Crossing the River Between Fishers and Fish Science

"We need the next generation of scientists to be at the coalface, communicating good scientific information."

This article was first published in late 2018 (Image Credit: Mallee Catchment Management Authority, CC BY-SA 4.0, Image Cropped)

When a food source provides almost half a planet with protein, you can expect the people who deliver that food source to play an important role in society. Fishing is no exception. Any country that has a marine or freshwater ecosystem in close proximity will have a fishing community, and that community can play a variety of roles, from something as simple as putting food on people’s tables to campaigning heavily to keep your country from joining the EU.

So it makes sense that fishers should have access to good fish science, at every level. If you’re a multi-million-dollar corporation, you need to know how fish stocks will respond to certain catch levels over a sustained period. If you’re a local or specialised fishing community, you need to know how available your catch will be in five years given temperature increases. And if you’re one person on a boat in a river, you might want to know how best to treat an over- or under-sized fish to ensure it survives being released.

It follows, then, that there should be open communication between fish scientists and fishers. At this year’s Australian Society of Fish Biology conference, I asked a variety of delegates a simple question: Is there open communication?

Not enough, according to many locally-based fish biologists. There are some glaringly obvious situations where academics and fishers are on different wavelengths, including invasive species. Whilst most Australian fishers are looking forward to the day carp populations are under control, many don’t realise that brown trout are another invader whose impact on native species can be just as severe. There’s often even backlash against cessation of trout stocking in some areas, despite research showing that stocking doesn’t lead to population increases.

Peter Unmack (University of Canberra) sees the introduction pathways of invasive species as another example where researchers have had communication issues with the public.

“[Academics] say that a lot of the invasives are coming from people dumping their aquarium fish. But all the people I know in the aquarium hobby feel like they get maligned, because they’re not the ones releasing the fish… And they also turn around and say, ‘Well, we didn’t release carp, trout, redfin or tilapia; that was the scientists and fishing industry who deliberately did that.’ There’s imbalance on both sides.”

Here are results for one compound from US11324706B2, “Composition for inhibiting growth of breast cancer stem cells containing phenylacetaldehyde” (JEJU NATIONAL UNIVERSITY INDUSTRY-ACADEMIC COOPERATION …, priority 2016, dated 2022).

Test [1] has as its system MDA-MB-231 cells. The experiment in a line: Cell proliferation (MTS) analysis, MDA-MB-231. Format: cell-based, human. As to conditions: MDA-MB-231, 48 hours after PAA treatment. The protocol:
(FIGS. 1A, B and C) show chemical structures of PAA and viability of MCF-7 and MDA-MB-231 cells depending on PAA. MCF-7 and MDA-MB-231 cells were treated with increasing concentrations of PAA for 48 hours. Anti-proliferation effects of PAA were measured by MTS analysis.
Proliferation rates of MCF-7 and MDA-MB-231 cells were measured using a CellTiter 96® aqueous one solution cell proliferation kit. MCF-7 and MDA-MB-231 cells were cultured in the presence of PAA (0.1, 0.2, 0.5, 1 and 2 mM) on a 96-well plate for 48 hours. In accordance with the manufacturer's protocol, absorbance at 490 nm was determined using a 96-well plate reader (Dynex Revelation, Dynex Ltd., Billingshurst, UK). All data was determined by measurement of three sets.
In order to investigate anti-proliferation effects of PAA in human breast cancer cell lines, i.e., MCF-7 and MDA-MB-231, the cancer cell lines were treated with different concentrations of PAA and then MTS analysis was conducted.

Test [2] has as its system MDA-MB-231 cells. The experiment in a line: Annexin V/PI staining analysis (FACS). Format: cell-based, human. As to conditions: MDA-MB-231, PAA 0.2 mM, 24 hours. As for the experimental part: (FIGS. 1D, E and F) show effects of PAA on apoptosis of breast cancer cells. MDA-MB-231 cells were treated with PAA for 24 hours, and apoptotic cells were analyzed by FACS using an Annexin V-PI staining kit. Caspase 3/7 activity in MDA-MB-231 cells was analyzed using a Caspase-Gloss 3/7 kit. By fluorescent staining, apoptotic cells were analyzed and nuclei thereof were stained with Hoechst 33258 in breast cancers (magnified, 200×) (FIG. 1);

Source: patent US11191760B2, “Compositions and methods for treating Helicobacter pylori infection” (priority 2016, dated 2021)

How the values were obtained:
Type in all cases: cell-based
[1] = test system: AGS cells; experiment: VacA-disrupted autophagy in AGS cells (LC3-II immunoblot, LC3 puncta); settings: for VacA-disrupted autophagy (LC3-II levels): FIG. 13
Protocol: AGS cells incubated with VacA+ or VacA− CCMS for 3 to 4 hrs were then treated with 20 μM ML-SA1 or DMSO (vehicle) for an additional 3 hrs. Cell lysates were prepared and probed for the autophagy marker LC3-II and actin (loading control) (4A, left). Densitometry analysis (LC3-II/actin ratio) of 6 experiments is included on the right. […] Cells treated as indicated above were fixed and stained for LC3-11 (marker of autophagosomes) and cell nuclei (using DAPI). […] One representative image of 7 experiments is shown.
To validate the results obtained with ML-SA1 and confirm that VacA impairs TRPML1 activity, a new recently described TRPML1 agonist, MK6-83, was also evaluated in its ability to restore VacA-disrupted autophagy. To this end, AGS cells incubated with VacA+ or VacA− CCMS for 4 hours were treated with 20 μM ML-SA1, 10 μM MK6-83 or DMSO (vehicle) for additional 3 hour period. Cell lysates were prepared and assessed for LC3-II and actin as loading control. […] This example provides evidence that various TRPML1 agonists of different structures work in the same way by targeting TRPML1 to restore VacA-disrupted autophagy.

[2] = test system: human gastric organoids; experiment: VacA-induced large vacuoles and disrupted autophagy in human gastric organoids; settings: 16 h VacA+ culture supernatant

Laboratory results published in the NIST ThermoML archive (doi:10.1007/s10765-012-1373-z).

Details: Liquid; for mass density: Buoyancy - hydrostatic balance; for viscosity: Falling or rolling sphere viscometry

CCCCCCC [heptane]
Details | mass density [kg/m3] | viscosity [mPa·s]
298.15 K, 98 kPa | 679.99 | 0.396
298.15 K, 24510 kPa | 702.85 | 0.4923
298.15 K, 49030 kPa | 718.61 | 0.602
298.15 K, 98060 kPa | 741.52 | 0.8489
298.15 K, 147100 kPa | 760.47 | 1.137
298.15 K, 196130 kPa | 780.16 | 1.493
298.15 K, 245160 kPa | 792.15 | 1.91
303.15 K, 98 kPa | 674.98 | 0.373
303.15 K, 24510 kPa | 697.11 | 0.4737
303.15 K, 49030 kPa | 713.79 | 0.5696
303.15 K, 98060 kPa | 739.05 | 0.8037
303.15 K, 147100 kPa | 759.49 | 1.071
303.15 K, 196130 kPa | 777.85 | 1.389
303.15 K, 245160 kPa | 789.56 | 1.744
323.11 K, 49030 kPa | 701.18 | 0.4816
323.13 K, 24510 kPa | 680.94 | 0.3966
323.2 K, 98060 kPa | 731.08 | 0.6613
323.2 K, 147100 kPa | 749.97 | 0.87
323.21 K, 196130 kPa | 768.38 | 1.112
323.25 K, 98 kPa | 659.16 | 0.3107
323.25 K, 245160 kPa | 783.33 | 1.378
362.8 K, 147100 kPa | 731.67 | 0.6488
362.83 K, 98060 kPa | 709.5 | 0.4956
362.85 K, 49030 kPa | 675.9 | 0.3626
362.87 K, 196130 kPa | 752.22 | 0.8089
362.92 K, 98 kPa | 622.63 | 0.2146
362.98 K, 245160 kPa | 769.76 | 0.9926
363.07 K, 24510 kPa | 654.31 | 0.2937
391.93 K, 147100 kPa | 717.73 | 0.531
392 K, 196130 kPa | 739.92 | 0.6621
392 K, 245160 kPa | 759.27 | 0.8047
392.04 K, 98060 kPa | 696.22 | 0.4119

Climate change is another area in which communication can be difficult. When faced with the negative impact of climate change, people will often turn a blind eye, or actively deny its existence, and the fishing community is no exception. Gretta Pecl (University of Tasmania) surveyed commercial fishers in 2009, and 80% thought that climate change was made up by the science community.

However, there are some great examples of successful projects facilitating communication. The Northern Territory’s “Million Dollar Barra” scheme has had success encouraging fishers to participate in community science. The scheme involves the state government releasing fish with marked tags, with fishers who caught a tagged specimen winning prizes, one being up to a million dollars. The scheme has produced some valuable data, says Krystle Keller of Charles Darwin University, and now fishers will report the catch of a tagged fish even outside of the scheme. But whilst community science is great, if the information is only flowing one way, there’s still a gap in the communication, as Krystle explains.

“[T]here’s still an issue with communicating our research and explaining the real importance of collecting that data and those tags. The issue is getting the information out there to them. This can be tricky especially as there are so many different channels for communicating our research (e.g. social media, websites, newspaper articles, etc) and reaching the target audience.”

Although the Barra scheme is a great way of engaging the public, it is run by the government, and hence doesn’t directly connect academics with the people most affected by their science. Australia has a vast web of intermediary organisations, be it CSIRO or state fishing departments, that often form a bridge between the fish science and fisher communities. And whilst having that medium might be helpful, John Morrongiello (University of Melbourne) explains why direct contact between fish scientists and fishers is a must.